Hubble Focuses Far-flung Galaxies Through Pandora’s Lens

The photo of the Pandora Cluster is the first from Hubble’s Frontier Fields observing program, which uses the magnifying power of enormous galaxy clusters to peer deep into the distant universe. The cluster is thought to have a very violent history, having formed from a cosmic pile-up of multiple galaxy clusters. Click to enlarge. Credit: NASA, ESA, and J. Lotz, M. Mountain, A. Koekemoer, and the HFF Team (STScI)

The first image from the Hubble Space Telescope’s Frontier Fields program was released this week at the 223rd meeting of the American Astronomical Society in Washington, DC, USA.

Take a look around the photo. You’re seeing the giant galaxy cluster Abell 2744 better known by its nickname the Pandora Cluster located in the constellation Sculptor. Not only have four separate smaller galaxy clusters piled together over time to merge into one giant one, but the vast amount of mass in Pandora’s Cluster acts like a magnifying glass to coax into view dozens of remote galaxies otherwise hidden in the depths of space.

In the foreground – a relative term, the cluster is 3.5 billion light years away – we see a colorful mix of galaxies with familiar spiral and elliptical forms. All those peculiar blue streaks and arcs are distorted images of galaxies so far away they’re not visible by normal means. The cluster’s powerful gravity acts like a lens, focusing, warping and brightening what would otherwise be lost to view.

This illustration shows how gravitational lensing works. The gravity of a large galaxy cluster is so strong, it bends, brightens and distorts the light of distant galaxies behind it. The scale has been greatly exaggerated; in reality, the distant galaxy is much further away and much smaller. Credit: NASA, ESA, L. Calcada

According to Einstein, massive objects bend and warp the fabric of space. The more massive the object, the more severe the bending. You can imagine this by picturing a child standing on a trampoline. Her weight depresses the surface to form a little dip or bowl, while a 200-lb. adult creates a much deeper depression in the fabric.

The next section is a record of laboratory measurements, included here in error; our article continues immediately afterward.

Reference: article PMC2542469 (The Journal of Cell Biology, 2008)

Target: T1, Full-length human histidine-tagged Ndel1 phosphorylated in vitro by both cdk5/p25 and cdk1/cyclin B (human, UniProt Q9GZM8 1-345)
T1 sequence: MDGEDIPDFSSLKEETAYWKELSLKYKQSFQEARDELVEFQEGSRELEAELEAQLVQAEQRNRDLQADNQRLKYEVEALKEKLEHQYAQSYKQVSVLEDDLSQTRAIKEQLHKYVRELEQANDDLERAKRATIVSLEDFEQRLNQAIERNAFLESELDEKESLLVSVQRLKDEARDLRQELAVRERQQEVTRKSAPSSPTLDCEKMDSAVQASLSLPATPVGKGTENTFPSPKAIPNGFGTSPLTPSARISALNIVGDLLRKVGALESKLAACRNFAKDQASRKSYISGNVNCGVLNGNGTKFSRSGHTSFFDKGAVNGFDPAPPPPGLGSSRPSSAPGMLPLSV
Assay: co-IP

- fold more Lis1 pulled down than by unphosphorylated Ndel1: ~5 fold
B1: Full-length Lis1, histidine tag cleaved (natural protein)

Curved space created by massive objects also bends light rays. Einstein predicted that light from a star passing near the sun would follow this invisible curved landscape and be deflected from an otherwise straight path. Scientists succeeded in measuring the tiny deflection during a total eclipse of the sun in 1919. The bending of light by the power of gravity is called gravitational lensing.

Among the many distant background galaxies in galaxy cluster Abell 68, is the “space invader” galaxy” (above center) whose light has been amplified and distorted by the foreground cluster to look like a set of eyes. Click to enlarge. Credit: NASA & ESA. Acknowledgement: N. Rose

Massive galaxy clusters, which contain regular matter as well as vast quantities of the still-mysterious dark matter that makes up 80% of the material in the universe, act as gravitational lenses. Their powerful gravity magnifies and intensifies the light of galaxies billions of light years in the distance behind them.

That’s exactly what we see happening with the Pandora Cluster. It’s the first of six galaxy clusters in the three-year-long Frontier Fields program that will be employed as deep space probes to yield our deepest views of the Universe to date using gravity as a lens.

The new Hubble images are expected to reveal galaxies some 10-100 times fainter than any previously observed. Measuring the degree and direction of the tortured shapes of the background lensed galaxies will also help astronomers nail down how much dark matter lurks in the six clusters.  Go Hubble go!

For more on gravitational lensing, check out this Hubblecast on the topic.

2 Responses

  1. Richard Keen

    Bob, all the science, gravitational fields and lenses, Einstein, space-time warps, and trampolines aside, that picture, well, almost leaves me dizzy! It looks three-dimensional, and the z-axis is infinite.
    That is a great picture!

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